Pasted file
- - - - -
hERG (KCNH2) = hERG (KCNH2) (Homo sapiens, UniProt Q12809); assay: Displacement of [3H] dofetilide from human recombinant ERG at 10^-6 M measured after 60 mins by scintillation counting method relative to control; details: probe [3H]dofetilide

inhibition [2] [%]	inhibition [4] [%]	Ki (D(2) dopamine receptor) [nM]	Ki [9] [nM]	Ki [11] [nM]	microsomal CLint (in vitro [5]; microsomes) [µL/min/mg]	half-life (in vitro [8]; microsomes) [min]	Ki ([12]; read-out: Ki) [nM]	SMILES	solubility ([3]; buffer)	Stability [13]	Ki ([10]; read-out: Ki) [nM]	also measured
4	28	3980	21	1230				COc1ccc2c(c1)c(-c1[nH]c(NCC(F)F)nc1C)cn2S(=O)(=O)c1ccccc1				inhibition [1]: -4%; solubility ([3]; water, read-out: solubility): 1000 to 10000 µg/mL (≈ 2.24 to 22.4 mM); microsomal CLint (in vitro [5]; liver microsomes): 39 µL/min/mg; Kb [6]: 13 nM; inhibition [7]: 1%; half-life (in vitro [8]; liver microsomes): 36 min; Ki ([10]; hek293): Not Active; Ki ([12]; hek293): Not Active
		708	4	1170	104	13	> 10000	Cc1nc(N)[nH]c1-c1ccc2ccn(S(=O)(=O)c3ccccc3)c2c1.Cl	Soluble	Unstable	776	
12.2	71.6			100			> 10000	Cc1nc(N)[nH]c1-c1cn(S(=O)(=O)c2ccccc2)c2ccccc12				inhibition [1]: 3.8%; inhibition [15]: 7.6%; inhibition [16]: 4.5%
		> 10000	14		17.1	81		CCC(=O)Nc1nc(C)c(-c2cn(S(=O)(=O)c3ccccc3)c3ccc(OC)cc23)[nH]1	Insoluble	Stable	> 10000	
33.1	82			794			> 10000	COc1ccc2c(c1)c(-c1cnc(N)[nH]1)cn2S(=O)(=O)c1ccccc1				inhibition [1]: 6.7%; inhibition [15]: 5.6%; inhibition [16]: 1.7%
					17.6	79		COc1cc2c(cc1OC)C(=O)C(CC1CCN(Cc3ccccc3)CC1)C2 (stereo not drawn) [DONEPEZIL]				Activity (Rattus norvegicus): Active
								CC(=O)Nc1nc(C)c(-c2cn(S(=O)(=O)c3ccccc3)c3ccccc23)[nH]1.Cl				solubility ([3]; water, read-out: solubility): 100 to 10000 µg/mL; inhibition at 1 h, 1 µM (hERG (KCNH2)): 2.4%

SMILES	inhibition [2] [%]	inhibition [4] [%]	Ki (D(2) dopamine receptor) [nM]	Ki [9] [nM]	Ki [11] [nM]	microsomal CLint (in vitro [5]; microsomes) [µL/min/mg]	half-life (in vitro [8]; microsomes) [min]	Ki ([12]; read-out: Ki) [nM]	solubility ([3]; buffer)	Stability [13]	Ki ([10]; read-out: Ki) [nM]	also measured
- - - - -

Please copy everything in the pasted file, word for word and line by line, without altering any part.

hERG (KCNH2) = hERG (KCNH2) (Homo sapiens, UniProt Q12809); assay: Displacement of [3H] dofetilide from human recombinant ERG at 10^-6 M measured after 60 mins by scintillation counting method relative to control; details: probe [3H]dofetilide

inhibition [2] [%]	inhibition [4] [%]	Ki (D(2) dopamine receptor) [nM]	Ki [9] [nM]	Ki [11] [nM]	microsomal CLint (in vitro [5]; microsomes) [µL/min/mg]	half-life (in vitro [8]; microsomes) [min]	Ki ([12]; read-out: Ki) [nM]	SMILES	solubility ([3]; buffer)	Stability [13]	Ki ([10]; read-out: Ki) [nM]	also measured
4	28	3980	21	1230				COc1ccc2c(c1)c(-c1[nH]c(NCC(F)F)nc1C)cn2S(=O)(=O)c1ccccc1				inhibition [1]: -4%; solubility ([3]; water, read-out: solubility): 1000 to 10000 µg/mL (≈ 2.24 to 22.4 mM); microsomal CLint (in vitro [5]; liver microsomes): 39 µL/min/mg; Kb [6]: 13 nM; inhibition [7]: 1%; half-life (in vitro [8]; liver microsomes): 36 min; Ki ([10]; hek293): Not Active; Ki ([12]; hek293): Not Active
		708	4	1170	104	13	> 10000	Cc1nc(N)[nH]c1-c1ccc2ccn(S(=O)(=O)c3ccccc3)c2c1.Cl	Soluble	Unstable	776	
12.2	71.6			100			> 10000	Cc1nc(N)[nH]c1-c1cn(S(=O)(=O)c2ccccc2)c2ccccc12				inhibition [1]: 3.8%; inhibition [15]: 7.6%; inhibition [16]: 4.5%
		> 10000	14		17.1	81		CCC(=O)Nc1nc(C)c(-c2cn(S(=O)(=O)c3ccccc3)c3ccc(OC)cc23)[nH]1	Insoluble	Stable	> 10000	
33.1	82			794			> 10000	COc1ccc2c(c1)c(-c1cnc(N)[nH]1)cn2S(=O)(=O)c1ccccc1				inhibition [1]: 6.7%; inhibition [15]: 5.6%; inhibition [16]: 1.7%
					17.6	79		COc1cc2c(cc1OC)C(=O)C(CC1CCN(Cc3ccccc3)CC1)C2 (stereo not drawn) [DONEPEZIL]				Activity (Rattus norvegicus): Active
								CC(=O)Nc1nc(C)c(-c2cn(S(=O)(=O)c3ccccc3)c3ccccc23)[nH]1.Cl				solubility ([3]; water, read-out: solubility): 100 to 10000 µg/mL; inhibition at 1 h, 1 µM (hERG (KCNH2)): 2.4%

SMILES	inhibition [2] [%]	inhibition [4] [%]	Ki (D(2) dopamine receptor) [nM]	Ki [9] [nM]	Ki [11] [nM]	microsomal CLint (in vitro [5]; microsomes) [µL/min/mg]	half-life (in vitro [8]; microsomes) [min]	Ki ([12]; read-out: Ki) [nM]	solubility ([3]; buffer)	Stability [13]	Ki ([10]; read-out: Ki) [nM]	also measured